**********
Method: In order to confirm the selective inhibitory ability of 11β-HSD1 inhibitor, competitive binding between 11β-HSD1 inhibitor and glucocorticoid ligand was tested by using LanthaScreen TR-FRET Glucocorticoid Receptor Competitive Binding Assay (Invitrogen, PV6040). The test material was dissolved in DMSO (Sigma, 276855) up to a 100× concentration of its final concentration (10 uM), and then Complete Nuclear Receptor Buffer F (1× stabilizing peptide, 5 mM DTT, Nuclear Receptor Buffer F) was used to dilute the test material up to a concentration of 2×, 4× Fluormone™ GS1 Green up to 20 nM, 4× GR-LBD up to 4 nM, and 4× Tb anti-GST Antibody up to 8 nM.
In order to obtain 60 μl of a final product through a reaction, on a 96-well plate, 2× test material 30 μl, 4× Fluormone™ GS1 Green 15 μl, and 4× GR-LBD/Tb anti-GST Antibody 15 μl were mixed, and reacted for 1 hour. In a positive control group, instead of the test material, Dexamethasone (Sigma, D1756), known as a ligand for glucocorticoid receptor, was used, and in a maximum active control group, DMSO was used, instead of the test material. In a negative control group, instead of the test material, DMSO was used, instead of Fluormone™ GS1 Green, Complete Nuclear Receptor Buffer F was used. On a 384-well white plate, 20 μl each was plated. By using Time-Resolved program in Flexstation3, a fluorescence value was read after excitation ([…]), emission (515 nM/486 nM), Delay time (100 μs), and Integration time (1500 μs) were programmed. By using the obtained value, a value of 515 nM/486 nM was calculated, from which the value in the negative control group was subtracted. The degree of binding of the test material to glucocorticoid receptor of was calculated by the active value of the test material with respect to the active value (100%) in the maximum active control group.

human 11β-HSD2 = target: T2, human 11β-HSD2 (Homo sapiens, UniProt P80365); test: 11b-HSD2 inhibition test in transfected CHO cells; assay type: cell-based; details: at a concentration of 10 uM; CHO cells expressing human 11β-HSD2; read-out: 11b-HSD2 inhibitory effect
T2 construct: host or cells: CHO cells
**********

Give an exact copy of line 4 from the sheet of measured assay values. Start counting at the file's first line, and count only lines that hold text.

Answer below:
T2 construct: host or cells: CHO cells